How you can make the most of your reading time

Having trouble concentrating? Put down the phone! Dreamstime/TNS

Looking for a silver lining, we seized on how the stay-at-home mandates of living through a pandemic (and other dire things) would give us more time — hopefully, more time to read.

We hadn’t counted on how the angst and uncertainty of this year would demolish our attention span. Are you reading more than ever? I’m not.

Are you having trouble concentrating? I am.

Is there a solution? I think there is.

A few years ago, I wrote a column about how to pack more reading into your busy life. Now it’s time to revisit that column and tweak it to offer tips on how to shut the world out and help you focus so that you can end the year with plenty of books marked off your to-read list.

1. Save your night reading for something light. It’s easy to nod off while reading in bed, and you don’t want to fight that — that’s why you went to bed, right? To sleep? So keep a book by your bedside that is reserved just for this time — something entertaining, something that requires little brain power. If you fall asleep in the middle of it, you can count that as a win.

2. Read in the morning. I know it sounds goofy — aren’t mornings for working out, walking the dog, reading the newspaper, guzzling some orange juice and then getting down to the work of the day?

Yes, they are. So don’t stop doing any of those things (especially don’t stop reading the newspaper).

But morning is also a great time to get a little book reading done, before the grim news of the day takes over your brain. Don’t think you have time to read? Ha. Set aside your former commute time as reading time.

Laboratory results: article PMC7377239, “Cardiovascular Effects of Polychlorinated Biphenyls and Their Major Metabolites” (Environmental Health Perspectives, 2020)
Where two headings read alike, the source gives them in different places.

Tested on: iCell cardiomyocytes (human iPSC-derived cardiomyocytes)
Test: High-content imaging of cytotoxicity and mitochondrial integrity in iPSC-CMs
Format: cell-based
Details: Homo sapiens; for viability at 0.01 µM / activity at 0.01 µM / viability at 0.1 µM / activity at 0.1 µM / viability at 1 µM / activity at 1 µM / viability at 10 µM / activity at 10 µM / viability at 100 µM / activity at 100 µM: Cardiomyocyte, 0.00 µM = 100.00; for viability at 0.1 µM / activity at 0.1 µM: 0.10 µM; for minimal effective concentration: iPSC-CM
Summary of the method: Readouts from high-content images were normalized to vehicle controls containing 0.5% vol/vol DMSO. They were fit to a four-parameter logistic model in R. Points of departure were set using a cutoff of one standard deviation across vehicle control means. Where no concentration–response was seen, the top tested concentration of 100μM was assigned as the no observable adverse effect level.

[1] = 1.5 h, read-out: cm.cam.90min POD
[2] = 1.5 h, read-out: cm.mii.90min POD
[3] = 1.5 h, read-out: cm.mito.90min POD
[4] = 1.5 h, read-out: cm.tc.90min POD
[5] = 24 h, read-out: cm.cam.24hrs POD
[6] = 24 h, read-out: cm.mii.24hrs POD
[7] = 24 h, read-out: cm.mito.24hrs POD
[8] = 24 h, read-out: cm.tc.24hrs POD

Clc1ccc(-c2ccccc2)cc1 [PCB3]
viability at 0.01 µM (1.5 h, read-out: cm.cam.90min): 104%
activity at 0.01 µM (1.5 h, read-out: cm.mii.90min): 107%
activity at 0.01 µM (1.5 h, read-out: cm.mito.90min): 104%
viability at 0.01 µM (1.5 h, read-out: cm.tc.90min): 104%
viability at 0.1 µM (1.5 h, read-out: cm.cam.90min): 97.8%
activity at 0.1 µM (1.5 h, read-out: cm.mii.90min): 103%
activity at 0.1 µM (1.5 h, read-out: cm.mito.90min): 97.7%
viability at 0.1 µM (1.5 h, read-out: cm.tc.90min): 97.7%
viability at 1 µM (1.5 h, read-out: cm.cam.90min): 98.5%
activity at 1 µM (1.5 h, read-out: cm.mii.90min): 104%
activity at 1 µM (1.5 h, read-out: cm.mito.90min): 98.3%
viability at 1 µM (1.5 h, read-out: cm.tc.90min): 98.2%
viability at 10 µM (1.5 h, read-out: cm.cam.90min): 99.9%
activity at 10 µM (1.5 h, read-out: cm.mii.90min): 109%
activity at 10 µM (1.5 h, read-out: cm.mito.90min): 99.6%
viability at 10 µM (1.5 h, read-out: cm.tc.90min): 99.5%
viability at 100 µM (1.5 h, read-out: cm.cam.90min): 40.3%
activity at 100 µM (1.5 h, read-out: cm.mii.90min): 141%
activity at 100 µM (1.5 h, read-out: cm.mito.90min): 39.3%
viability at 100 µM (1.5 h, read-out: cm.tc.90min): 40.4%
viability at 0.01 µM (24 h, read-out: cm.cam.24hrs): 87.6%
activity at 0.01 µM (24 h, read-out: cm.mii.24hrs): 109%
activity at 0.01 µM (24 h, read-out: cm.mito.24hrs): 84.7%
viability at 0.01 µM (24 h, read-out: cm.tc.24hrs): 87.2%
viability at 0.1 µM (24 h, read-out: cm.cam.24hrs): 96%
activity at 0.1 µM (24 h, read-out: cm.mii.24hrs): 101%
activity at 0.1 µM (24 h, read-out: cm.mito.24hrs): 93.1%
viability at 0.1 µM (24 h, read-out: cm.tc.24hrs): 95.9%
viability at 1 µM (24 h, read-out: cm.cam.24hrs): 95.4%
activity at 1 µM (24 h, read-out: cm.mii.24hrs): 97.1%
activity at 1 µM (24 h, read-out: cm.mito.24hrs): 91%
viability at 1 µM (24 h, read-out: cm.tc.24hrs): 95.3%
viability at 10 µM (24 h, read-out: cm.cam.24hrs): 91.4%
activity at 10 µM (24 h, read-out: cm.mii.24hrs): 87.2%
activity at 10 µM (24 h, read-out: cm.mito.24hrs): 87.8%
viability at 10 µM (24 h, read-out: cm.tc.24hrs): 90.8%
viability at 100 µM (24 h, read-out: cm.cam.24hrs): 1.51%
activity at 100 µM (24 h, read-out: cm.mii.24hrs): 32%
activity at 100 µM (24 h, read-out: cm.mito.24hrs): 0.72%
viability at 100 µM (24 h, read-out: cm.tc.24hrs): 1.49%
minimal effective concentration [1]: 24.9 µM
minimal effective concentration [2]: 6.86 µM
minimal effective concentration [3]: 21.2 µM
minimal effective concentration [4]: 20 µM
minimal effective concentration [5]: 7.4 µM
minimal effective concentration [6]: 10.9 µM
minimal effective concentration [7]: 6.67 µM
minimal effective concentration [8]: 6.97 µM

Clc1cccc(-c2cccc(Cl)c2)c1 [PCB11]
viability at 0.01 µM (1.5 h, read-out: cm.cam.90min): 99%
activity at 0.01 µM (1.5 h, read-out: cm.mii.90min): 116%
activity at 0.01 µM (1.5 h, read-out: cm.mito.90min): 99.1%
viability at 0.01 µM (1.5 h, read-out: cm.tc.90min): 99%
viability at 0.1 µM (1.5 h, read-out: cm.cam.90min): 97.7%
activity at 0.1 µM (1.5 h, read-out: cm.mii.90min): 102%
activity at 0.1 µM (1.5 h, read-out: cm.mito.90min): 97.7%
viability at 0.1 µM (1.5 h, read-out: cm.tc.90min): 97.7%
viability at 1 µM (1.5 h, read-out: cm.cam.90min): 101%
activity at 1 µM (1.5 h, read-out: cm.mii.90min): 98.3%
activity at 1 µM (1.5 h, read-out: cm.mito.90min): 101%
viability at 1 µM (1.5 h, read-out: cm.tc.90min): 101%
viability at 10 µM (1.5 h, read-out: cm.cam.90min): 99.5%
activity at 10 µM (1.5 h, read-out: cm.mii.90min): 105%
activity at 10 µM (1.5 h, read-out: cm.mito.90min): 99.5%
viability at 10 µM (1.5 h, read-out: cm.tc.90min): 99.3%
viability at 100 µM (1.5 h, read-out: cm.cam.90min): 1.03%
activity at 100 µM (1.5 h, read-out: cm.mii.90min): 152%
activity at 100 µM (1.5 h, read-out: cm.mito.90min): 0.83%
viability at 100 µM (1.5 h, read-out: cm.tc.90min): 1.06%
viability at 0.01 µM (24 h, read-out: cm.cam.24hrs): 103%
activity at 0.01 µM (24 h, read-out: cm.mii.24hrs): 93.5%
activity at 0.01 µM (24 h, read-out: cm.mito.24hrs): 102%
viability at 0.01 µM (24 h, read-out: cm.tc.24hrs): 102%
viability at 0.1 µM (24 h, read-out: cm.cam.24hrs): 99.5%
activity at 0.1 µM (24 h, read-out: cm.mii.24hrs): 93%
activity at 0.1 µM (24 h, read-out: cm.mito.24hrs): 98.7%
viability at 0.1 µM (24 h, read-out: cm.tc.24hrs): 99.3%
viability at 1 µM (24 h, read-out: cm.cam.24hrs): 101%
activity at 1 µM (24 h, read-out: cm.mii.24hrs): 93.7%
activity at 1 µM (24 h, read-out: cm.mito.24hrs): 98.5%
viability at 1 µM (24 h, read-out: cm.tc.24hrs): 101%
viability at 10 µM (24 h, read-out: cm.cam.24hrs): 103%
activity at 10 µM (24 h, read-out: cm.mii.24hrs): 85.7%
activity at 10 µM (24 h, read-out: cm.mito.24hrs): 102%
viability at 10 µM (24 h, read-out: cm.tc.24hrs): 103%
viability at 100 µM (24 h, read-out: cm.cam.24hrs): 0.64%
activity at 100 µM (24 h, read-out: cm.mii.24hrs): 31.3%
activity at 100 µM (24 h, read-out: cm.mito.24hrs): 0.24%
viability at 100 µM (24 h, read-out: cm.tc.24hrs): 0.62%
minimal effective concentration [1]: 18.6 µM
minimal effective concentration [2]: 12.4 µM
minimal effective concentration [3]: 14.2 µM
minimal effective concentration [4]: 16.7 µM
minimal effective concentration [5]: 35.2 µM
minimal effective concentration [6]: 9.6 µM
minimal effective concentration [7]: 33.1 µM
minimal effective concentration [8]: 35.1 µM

3. Read something easy or uplifting. This might not be the time to take on “Under the Volcano” or some other dark and depressing novel. This might be the time for something plot-driven and fun.

4. Switch genres. Are you a nonfiction person? Try a mystery — maybe something by Anthony Horowitz, or an old Agatha Christie. Are you a novel person? Try dipping into a short story collection, or maybe a memoir. (Not a depressing one.) Switch it up.

Who knows — you might find that sci-fi is your thing, and you never knew it!

5. Put down your phone. I know it’s become a part of you — mine has become a part of me, that’s for sure. But phones were invented to ruin your attention span.

If you have it in your hand, it’s entirely too easy to start scrolling through the toxic sludge of Twitter or reading every refreshed update of every dire news story.

You might claim to need your phone — you might claim that you are reading a book on your phone. Which brings us to No. 6.

6. Don’t read a book on your phone. (See above.)

7. Schedule reading time. Seriously — you set aside time for everything else, don’t you? You can do the same with a book.

8. Start a book club. It’s always easier to do something difficult if you have help — raise a barn, lose weight, dig a well.

If you’re having trouble reading a book right now, knowing that a group is reading the same book and wants your thoughts can be the impetus you need.

9. Reread something you love. Sometimes nothing kick-starts us better than falling in love all over again with a beloved old book or a favorite writer.

10. I repeat, put down your phone. It agitates us more than you realize.

Tribune Wire

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